-“No eating flesh from live animals” is derived from “You may freely eat”, because it implies “You may eat only what is ready for eating, which is not the case while the animal is alive.”

Is this the ONLY source for the Noahide laws?

I ask because, considering their universality and their importance, it is puzzling that they have to be derived in such a contrived manner, instead of being spelled out directly in the Torah.

  • 9
    Is this any different from most other laws derived from extra words? Why expect other sources for these rules in particular? Please edit your post to clarify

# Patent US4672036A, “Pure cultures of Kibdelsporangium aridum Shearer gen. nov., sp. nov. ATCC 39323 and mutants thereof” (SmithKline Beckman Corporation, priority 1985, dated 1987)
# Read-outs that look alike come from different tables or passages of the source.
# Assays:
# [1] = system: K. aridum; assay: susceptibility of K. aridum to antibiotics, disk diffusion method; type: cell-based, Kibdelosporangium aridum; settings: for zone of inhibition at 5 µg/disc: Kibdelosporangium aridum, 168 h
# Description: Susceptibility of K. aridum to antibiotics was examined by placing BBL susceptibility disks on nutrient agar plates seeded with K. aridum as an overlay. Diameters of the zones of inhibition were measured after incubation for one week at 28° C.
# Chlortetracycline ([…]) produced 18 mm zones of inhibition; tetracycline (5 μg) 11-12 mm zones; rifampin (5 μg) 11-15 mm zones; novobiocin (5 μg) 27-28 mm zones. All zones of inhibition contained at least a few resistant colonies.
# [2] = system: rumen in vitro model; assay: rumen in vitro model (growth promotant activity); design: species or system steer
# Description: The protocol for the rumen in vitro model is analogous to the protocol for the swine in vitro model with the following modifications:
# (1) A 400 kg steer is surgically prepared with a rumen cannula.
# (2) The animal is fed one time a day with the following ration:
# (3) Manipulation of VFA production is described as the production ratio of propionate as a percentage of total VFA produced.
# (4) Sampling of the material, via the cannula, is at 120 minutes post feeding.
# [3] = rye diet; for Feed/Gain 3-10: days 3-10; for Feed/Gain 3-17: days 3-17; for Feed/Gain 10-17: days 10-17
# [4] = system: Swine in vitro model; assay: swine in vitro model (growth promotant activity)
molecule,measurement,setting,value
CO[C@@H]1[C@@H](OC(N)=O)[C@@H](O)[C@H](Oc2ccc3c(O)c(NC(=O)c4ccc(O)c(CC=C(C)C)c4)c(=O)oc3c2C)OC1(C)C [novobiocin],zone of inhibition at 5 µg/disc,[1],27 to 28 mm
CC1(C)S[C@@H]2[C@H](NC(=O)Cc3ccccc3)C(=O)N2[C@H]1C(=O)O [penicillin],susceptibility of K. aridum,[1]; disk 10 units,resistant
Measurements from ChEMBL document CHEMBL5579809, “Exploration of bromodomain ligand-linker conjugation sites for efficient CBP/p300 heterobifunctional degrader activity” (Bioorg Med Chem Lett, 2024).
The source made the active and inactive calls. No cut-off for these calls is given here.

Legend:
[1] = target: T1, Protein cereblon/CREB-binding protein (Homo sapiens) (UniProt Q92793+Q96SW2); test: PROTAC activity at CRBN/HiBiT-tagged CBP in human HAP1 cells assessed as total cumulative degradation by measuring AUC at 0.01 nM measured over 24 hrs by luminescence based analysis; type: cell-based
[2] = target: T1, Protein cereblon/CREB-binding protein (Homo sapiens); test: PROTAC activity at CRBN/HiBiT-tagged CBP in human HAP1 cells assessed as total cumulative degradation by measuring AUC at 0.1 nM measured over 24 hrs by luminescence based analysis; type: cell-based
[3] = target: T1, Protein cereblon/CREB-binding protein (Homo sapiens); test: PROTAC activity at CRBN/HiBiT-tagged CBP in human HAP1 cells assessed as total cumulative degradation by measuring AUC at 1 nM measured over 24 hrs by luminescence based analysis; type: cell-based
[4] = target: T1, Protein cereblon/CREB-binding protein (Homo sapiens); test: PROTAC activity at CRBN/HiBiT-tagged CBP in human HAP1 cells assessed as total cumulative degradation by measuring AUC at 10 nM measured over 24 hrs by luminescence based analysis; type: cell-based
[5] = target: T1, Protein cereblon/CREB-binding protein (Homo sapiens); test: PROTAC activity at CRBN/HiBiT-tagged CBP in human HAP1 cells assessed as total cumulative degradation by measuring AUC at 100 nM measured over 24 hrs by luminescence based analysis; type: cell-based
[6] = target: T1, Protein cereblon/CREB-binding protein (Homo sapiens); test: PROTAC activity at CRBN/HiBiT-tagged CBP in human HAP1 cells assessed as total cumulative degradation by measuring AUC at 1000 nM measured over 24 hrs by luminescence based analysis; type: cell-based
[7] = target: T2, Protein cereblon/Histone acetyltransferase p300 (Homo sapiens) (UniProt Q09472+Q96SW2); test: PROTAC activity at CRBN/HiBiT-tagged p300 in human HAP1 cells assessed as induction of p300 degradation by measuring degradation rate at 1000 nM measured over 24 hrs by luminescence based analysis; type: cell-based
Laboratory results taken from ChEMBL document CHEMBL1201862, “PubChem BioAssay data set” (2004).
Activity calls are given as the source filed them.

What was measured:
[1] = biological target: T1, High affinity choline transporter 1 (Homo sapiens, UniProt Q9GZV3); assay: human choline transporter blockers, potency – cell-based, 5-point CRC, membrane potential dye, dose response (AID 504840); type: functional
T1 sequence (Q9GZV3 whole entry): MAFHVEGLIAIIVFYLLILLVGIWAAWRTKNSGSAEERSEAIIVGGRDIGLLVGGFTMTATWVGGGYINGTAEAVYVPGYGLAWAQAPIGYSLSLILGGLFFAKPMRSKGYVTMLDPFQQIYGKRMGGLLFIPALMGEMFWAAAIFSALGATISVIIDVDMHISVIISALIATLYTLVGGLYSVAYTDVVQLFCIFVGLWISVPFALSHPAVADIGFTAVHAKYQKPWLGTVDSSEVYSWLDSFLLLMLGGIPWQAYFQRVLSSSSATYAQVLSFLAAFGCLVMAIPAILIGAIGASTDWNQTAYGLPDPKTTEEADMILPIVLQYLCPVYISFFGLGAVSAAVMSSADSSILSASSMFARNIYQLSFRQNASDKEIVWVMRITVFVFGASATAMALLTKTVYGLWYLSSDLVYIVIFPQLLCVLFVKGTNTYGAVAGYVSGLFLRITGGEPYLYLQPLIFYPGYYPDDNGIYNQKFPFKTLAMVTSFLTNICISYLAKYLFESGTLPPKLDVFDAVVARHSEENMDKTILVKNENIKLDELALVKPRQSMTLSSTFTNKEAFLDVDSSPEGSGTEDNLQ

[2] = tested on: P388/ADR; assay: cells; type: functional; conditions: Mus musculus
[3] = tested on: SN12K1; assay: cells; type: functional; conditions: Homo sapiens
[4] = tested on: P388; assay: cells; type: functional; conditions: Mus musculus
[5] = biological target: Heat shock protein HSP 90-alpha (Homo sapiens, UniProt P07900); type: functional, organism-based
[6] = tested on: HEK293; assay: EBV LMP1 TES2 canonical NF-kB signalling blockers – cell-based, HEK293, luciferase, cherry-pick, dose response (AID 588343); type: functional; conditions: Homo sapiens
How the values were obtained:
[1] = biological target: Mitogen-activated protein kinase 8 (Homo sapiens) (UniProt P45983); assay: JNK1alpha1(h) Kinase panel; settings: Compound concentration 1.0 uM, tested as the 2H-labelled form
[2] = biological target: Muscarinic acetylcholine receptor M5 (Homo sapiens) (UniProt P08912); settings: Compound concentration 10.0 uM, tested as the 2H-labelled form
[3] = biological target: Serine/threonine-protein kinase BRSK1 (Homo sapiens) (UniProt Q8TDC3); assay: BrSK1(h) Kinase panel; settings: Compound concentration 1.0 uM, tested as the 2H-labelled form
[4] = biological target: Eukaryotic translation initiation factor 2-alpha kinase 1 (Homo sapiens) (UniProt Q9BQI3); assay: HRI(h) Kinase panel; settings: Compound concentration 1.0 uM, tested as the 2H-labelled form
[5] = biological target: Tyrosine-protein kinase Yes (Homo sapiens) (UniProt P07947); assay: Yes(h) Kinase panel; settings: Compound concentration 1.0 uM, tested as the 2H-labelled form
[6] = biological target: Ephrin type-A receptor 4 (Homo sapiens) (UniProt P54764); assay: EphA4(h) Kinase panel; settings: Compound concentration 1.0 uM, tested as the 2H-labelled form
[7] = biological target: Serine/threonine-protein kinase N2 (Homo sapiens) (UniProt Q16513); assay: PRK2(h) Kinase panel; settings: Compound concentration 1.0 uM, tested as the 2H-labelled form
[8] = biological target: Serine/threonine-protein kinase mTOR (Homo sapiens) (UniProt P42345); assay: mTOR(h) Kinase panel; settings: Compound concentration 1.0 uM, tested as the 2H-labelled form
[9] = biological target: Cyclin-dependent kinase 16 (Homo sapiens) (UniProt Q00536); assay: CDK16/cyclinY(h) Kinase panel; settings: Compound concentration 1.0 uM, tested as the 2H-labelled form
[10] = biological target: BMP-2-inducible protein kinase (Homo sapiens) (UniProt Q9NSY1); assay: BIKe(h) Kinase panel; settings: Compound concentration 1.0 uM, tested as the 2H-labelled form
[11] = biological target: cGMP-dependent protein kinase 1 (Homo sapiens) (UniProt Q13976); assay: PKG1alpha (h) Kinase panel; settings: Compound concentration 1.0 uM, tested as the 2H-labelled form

– Double AA
    Commented Feb 19, 2020 at 19:06
  • If there was something more explicit in the Torah, wouldn't the Gemara have used that Passuk? Presumably, since it used this 'inexact' Passuk, there isn't any Passuk that is 'better'. Commented Feb 20, 2020 at 13:34

2 Answers 2


See R. Yehuda Halevi's Kuzari (3:73) where he writes:

The Rabbi: Let us rather assume two other possibilities. Either they employ secret methods of interpretation which we are unable to discern, and which were handed down to them, together with the method of the 'Thirteen Rules of Interpretation,' or they use Biblical verses as a kind of fulcrum of interpretation in a method called Asmakhtā, and make them a sort of hall mark of tradition. An instance is given in the following verse: 'And the Lord God commanded the man, saying, Of every tree of the garden thou mayest freely eat' (Gen. ii. 16 sq.). It forms the basis of the 'seven Noahide laws' in the following manner: